SCARBOROUGH — The Maine Supreme Judicial Court on Thursday heard oral arguments in the appeal of a man convicted of pushing his wife off a cliff in Camden.

Charles Reed Black was sentenced to 10 years in prison in 2014 after a jury found him guilty of attempted murder.

The state’s highest court heard the arguments during a session at Scarborough High School. The court held sessions this month at three high schools across the state.

Defense attorney Steven Peterson said Black is appealing whether the state’s evidence was sufficient and whether the court was right to deny his request for a venue change. A judge rejected a request to move the trial because of the amount of attention it had received in the Camden area.

Prosecutors say there was no extensive media coverage that would prejudice a jury before the trial, which took place three years after Black was charged. Assistant District Attorney Christopher Fernald wrote in a court filing that there was more than sufficient evidence to return a guilty verdict.

A jury convicted Black of pushing his wife, Lisa Zahn, off 800-foot Maiden Cliff in Camden Hills State Park after hitting her in the head with a rock in 2011. Both Zahn and Black tumbled down the mountainside and were hospitalized for more than a week. Zahn said she believed he was pursuing her down the mountain, while Black told investigators he had no memory of hitting her or pushing her off the cliff.

Prosecutors said the couple had argued over an affair Black had with an Arizona woman and how he spent a $4 million inheritance from Zahn’s father. Black and Zahn divorced in 2013 after nine years of marriage.

During Thursday’s hearing, Peterson said the evidence presented by the state at trial was insufficient to support a conviction and highlights the lack of pools of blood at the top of the mountain. Zahn had gaping wounds on her head and her brain could be seen, but only a few drops of blood were found where investigators said Black hit his wife in the head three times with a rock.

“It doesn’t pass the straight face test that there wouldn’t be pools of blood,” Peterson said.

But the justices questioned whether the lack of blood disproved the evidence presented that Zahn was struck three times in the head.

“If all of the blood that was pouring out of her head was captured by her clothes, there wouldn’t be much blood on top (of the mountain),” said Justice Ellen Gorman.

Fernald, an assistant district attorney for the Knox County District Attorney’s Office, said the blood was absorbed by Zahn’s long hair and clothing, but also pointed out she was dragged and pushed over the cliff within moments of being struck by the rock.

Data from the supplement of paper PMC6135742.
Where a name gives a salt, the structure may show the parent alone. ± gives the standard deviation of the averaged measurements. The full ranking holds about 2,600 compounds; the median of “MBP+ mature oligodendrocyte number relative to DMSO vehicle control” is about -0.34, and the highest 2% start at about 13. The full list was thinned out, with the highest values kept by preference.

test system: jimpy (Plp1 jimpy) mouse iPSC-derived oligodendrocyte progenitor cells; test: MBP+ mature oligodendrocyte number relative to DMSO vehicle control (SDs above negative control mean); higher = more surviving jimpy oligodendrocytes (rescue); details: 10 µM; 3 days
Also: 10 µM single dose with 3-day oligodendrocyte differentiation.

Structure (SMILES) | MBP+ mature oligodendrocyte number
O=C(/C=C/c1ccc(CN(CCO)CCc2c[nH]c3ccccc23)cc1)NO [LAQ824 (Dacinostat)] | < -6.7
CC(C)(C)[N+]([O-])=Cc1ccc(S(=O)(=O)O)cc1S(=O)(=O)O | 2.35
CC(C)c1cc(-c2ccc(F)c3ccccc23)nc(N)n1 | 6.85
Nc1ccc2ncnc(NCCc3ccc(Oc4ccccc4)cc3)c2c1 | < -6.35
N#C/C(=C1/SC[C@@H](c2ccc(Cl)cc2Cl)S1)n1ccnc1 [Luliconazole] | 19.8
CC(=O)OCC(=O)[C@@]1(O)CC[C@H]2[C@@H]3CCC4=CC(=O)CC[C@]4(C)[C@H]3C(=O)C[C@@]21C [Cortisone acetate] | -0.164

Much of the appeal hearing focused on Peterson’s assertion that there was prejudice because of the extensive media coverage of the allegations against Black. Peterson said a lower court erred by denying a change of venue request. He said the scene of the alleged assault was a well-known spot and people in the community talked extensively about the case. He also argued that media coverage included information that was later deemed inadmissible at trial.

“This didn’t go away after a year,” he said.

Fernald argued that Black’s defense attorneys did not renew the request for a change of venue and did not object to the jury that was seated. He said jurors were questioned about what they knew about the case and few, if any, had heard much about it. Camden residents were specifically asked if they had heard about the case and most said it was not “the talk of the town,” Fernald said.

Gorman said the issue of venue was more important years ago when local newspapers covered communities extensively. Now, two competing newspapers cover the entire state, she said.

“What difference does venue make now?” she asked.

The court did not rule on the appeal Thursday. While in Scarborough, the justices also heard appeals filed in two other cases and had lunch with students.

Gillian Graham can be contacted at 791-6315 or at:

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Twitter: @grahamgillian